FAQ Selling A Property

7 Most Often-asked Questions

A good real estate agent will be a valuable asset when you’re selling your home. An agent who knows the market, understands how to advertise your home, has a good network of potential buyers and is a good negotiator, can get the best price possible for your property. 

 

How much does an Agent charge to sell my property?

Agent commissions have been deregulated in Queensland and therefore you may see some variation between Agents. Remember you get what you pay for.  Some of the factors that can influence the rate of commission can include the value of the property, the degree of difficulty of the task, the expectations of the seller and the timeframe available to achieve the best possible outcome.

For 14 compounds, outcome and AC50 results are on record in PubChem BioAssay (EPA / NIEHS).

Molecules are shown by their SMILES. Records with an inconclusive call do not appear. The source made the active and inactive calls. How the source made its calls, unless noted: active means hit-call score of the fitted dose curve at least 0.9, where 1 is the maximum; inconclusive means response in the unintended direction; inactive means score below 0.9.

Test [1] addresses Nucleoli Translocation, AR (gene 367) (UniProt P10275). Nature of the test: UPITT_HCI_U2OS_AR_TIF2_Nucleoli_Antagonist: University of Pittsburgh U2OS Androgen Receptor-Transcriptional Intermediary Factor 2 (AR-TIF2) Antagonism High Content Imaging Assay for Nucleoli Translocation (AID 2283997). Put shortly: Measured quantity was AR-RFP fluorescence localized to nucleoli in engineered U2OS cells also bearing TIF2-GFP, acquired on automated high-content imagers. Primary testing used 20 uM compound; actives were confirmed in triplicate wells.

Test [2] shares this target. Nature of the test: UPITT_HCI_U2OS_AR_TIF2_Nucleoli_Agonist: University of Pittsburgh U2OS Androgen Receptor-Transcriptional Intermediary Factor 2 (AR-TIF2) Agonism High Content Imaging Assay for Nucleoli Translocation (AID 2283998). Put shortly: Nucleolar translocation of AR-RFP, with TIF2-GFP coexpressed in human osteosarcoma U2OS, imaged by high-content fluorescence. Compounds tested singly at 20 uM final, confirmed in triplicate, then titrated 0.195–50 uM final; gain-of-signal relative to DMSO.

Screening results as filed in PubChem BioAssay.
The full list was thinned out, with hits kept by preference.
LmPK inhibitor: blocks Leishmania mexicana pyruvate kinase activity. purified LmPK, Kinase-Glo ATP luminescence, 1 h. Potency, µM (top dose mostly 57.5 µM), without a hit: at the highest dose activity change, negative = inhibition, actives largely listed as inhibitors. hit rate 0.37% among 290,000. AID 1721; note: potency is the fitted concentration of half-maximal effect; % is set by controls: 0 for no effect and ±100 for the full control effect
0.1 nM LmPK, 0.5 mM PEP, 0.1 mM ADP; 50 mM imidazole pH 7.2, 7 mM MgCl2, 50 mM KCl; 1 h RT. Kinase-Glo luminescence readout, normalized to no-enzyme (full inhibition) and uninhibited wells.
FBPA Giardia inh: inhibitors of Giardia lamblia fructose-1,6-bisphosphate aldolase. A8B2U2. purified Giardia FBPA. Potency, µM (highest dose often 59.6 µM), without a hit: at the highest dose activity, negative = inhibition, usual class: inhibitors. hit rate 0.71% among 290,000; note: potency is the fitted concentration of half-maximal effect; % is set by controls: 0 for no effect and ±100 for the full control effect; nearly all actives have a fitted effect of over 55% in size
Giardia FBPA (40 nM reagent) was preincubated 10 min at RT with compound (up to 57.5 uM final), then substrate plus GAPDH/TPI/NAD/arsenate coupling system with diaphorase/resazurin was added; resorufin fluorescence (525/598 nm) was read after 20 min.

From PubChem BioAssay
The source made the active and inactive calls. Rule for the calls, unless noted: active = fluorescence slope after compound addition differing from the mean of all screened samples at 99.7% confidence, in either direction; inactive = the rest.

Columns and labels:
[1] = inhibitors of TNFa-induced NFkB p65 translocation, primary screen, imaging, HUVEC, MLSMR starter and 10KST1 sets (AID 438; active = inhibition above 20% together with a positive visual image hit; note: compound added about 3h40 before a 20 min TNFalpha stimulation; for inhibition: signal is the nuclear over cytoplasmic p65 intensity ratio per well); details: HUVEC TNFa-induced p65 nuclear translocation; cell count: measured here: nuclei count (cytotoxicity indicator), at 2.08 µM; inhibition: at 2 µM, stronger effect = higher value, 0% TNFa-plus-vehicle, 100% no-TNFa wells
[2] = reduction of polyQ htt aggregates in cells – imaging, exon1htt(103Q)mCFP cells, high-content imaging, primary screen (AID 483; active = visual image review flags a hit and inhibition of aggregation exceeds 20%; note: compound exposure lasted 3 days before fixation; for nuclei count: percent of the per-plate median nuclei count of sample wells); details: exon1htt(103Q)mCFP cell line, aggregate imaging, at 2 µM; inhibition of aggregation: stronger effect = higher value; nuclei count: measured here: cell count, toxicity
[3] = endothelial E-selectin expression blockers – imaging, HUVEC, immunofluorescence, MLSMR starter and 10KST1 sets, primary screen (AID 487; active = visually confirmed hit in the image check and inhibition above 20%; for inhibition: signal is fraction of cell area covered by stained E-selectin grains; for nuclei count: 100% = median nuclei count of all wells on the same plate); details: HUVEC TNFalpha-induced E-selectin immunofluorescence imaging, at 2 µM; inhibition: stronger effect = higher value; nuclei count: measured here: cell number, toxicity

But be careful to properly evaluate what you get for your money - the services offered and the reputation and experience of the agent/agency not only in selling in your geographical area but also importantly, their experience in marketing properties similar to yours.

The truth about commission vs fee:

Commission is only payable when a sale is negotiated at a figure that is acceptable to you as the seller.

Commission provides the agent with a reward for working hard and doing their job successfully but also acts as an incentive for excellent performance.